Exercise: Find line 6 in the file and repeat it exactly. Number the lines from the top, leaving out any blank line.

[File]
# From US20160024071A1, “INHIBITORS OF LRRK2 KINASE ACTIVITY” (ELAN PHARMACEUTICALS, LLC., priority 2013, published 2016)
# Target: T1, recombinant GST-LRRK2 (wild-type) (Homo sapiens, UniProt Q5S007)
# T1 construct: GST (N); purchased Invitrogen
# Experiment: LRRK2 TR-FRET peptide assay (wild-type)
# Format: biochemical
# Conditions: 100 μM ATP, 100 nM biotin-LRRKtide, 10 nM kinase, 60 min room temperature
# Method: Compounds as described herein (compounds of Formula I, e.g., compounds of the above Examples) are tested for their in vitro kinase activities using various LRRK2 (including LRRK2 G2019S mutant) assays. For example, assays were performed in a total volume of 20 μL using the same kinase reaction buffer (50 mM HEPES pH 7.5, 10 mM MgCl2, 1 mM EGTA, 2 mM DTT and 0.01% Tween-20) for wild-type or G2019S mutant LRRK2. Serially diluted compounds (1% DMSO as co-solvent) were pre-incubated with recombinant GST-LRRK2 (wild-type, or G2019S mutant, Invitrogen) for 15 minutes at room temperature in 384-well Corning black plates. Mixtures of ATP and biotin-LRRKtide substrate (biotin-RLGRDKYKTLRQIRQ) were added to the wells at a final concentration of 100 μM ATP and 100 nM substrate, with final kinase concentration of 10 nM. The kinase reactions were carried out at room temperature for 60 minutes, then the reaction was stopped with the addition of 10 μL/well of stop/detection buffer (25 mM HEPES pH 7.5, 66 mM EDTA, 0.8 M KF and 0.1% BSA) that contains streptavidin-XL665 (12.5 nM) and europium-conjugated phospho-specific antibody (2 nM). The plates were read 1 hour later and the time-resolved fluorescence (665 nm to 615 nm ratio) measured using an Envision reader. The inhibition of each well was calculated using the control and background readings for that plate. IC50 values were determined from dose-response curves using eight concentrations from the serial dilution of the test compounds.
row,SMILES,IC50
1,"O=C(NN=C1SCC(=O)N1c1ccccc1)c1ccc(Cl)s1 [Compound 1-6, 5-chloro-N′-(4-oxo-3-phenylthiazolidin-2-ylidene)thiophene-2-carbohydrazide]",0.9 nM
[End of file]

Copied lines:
# Conditions: 100 μM ATP, 100 nM biotin-LRRKtide, 10 nM kinase, 60 min room temperature